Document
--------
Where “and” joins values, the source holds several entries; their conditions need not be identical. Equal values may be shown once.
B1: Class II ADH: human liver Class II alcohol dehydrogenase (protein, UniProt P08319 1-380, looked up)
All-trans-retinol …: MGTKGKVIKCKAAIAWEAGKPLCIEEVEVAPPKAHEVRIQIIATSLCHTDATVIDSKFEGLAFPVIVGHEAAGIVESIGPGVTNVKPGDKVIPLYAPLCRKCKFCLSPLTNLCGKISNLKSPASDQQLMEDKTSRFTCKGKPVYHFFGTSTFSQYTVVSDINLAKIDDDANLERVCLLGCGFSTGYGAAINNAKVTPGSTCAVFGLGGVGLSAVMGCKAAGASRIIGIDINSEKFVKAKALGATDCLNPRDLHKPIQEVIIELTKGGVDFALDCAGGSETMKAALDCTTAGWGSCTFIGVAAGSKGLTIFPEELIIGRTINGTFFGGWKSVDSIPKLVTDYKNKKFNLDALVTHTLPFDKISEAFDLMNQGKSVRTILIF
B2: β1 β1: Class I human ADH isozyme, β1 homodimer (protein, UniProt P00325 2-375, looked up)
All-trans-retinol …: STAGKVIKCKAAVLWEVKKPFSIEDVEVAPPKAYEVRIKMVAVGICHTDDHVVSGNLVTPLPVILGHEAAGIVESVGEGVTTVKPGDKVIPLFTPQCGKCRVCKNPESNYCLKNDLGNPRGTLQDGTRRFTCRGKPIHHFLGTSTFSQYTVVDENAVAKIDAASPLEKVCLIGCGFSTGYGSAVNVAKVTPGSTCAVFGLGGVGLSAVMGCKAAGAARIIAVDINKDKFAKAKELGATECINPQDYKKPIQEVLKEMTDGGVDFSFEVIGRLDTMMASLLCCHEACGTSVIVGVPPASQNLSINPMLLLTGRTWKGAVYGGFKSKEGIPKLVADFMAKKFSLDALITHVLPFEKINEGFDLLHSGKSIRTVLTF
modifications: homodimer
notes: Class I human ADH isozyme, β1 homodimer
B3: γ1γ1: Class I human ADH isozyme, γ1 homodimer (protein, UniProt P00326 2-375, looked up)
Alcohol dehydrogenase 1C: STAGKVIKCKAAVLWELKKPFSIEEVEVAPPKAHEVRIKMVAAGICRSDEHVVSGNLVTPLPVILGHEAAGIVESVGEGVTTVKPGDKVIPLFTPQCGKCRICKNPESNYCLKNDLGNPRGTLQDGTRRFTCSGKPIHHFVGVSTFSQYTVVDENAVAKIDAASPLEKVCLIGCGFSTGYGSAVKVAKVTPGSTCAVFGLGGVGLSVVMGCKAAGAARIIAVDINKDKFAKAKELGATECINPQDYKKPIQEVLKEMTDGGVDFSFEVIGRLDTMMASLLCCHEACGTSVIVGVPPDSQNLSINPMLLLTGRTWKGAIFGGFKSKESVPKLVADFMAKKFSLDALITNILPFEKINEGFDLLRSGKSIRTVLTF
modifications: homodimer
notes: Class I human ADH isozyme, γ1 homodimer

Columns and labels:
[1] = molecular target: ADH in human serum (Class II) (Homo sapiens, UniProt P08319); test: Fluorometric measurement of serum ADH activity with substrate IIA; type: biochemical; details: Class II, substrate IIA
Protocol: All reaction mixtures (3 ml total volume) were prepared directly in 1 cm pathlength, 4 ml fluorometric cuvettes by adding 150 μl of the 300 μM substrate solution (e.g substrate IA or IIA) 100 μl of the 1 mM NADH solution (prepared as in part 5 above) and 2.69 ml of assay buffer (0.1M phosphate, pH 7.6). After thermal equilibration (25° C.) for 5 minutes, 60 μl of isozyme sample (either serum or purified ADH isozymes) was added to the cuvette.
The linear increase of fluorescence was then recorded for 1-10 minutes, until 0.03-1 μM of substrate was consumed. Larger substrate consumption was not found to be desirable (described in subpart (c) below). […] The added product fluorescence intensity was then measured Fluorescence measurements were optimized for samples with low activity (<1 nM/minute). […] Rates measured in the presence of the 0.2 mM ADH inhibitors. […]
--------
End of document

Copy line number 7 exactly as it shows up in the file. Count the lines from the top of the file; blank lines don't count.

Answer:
notes: Class I human ADH isozyme, β1 homodimer